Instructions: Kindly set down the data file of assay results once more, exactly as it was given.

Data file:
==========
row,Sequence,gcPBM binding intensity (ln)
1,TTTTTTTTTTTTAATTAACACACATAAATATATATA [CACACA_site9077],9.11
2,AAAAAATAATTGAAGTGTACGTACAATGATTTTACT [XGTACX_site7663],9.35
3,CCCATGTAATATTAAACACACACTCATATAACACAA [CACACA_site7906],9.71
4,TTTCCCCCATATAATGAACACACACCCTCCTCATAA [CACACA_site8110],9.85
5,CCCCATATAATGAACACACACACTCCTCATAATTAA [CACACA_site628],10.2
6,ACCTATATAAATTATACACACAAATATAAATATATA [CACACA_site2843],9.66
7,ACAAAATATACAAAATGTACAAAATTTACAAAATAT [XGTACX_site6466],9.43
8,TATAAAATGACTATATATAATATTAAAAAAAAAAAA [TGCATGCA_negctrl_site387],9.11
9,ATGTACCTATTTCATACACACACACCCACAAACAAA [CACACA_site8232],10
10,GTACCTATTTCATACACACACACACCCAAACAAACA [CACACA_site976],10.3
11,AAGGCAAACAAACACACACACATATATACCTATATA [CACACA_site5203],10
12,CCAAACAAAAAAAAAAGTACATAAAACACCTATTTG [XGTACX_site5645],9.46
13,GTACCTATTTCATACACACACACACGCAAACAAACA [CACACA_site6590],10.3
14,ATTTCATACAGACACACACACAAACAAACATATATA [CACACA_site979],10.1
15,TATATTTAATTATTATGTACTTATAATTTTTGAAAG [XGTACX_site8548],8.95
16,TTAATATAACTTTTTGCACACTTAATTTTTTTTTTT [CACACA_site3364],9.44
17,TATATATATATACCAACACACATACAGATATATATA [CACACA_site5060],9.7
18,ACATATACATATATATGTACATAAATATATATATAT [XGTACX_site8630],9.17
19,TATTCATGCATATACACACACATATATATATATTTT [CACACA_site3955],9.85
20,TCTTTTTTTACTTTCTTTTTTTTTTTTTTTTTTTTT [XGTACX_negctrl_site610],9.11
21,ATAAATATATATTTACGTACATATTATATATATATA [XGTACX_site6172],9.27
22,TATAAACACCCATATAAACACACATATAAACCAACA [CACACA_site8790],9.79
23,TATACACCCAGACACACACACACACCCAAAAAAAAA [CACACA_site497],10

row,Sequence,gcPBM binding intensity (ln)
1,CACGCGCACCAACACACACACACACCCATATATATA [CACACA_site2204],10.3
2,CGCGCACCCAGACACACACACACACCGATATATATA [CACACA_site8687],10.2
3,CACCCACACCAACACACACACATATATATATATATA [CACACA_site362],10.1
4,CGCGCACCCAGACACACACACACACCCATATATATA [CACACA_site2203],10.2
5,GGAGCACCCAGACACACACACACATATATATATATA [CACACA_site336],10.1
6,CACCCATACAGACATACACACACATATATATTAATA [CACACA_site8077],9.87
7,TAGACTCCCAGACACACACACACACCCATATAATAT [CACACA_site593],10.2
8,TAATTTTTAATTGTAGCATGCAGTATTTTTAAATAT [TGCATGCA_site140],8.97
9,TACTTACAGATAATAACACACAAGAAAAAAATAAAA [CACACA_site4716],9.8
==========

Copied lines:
row,Sequence,gcPBM binding intensity (ln)
1,TTTTTTTTTTTTAATTAACACACATAAATATATATA [CACACA_site9077],9.11
2,AAAAAATAATTGAAGTGTACGTACAATGATTTTACT [XGTACX_site7663],9.35
3,CCCATGTAATATTAAACACACACTCATATAACACAA [CACACA_site7906],9.71
4,TTTCCCCCATATAATGAACACACACCCTCCTCATAA [CACACA_site8110],9.85
5,CCCCATATAATGAACACACACACTCCTCATAATTAA [CACACA_site628],10.2
6,ACCTATATAAATTATACACACAAATATAAATATATA [CACACA_site2843],9.66
7,ACAAAATATACAAAATGTACAAAATTTACAAAATAT [XGTACX_site6466],9.43
8,TATAAAATGACTATATATAATATTAAAAAAAAAAAA [TGCATGCA_negctrl_site387],9.11
9,ATGTACCTATTTCATACACACACACCCACAAACAAA [CACACA_site8232],10
10,GTACCTATTTCATACACACACACACCCAAACAAACA [CACACA_site976],10.3
11,AAGGCAAACAAACACACACACATATATACCTATATA [CACACA_site5203],10
12,CCAAACAAAAAAAAAAGTACATAAAACACCTATTTG [XGTACX_site5645],9.46
13,GTACCTATTTCATACACACACACACGCAAACAAACA [CACACA_site6590],10.3
14,ATTTCATACAGACACACACACAAACAAACATATATA [CACACA_site979],10.1
15,TATATTTAATTATTATGTACTTATAATTTTTGAAAG [XGTACX_site8548],8.95
16,TTAATATAACTTTTTGCACACTTAATTTTTTTTTTT [CACACA_site3364],9.44
17,TATATATATATACCAACACACATACAGATATATATA [CACACA_site5060],9.7
18,ACATATACATATATATGTACATAAATATATATATAT [XGTACX_site8630],9.17
19,TATTCATGCATATACACACACATATATATATATTTT [CACACA_site3955],9.85
20,TCTTTTTTTACTTTCTTTTTTTTTTTTTTTTTTTTT [XGTACX_negctrl_site610],9.11
21,ATAAATATATATTTACGTACATATTATATATATATA [XGTACX_site6172],9.27
22,TATAAACACCCATATAAACACACATATAAACCAACA [CACACA_site8790],9.79
23,TATACACCCAGACACACACACACACCCAAAAAAAAA [CACACA_site497],10

row,Sequence,gcPBM binding intensity (ln)
1,CACGCGCACCAACACACACACACACCCATATATATA [CACACA_site2204],10.3
2,CGCGCACCCAGACACACACACACACCGATATATATA [CACACA_site8687],10.2
3,CACCCACACCAACACACACACATATATATATATATA [CACACA_site362],10.1
4,CGCGCACCCAGACACACACACACACCCATATATATA [CACACA_site2203],10.2
5,GGAGCACCCAGACACACACACACATATATATATATA [CACACA_site336],10.1
6,CACCCATACAGACATACACACACATATATATTAATA [CACACA_site8077],9.87
7,TAGACTCCCAGACACACACACACACCCATATAATAT [CACACA_site593],10.2
8,TAATTTTTAATTGTAGCATGCAGTATTTTTAAATAT [TGCATGCA_site140],8.97
9,TACTTACAGATAATAACACACAAGAAAAAAATAAAA [CACACA_site4716],9.8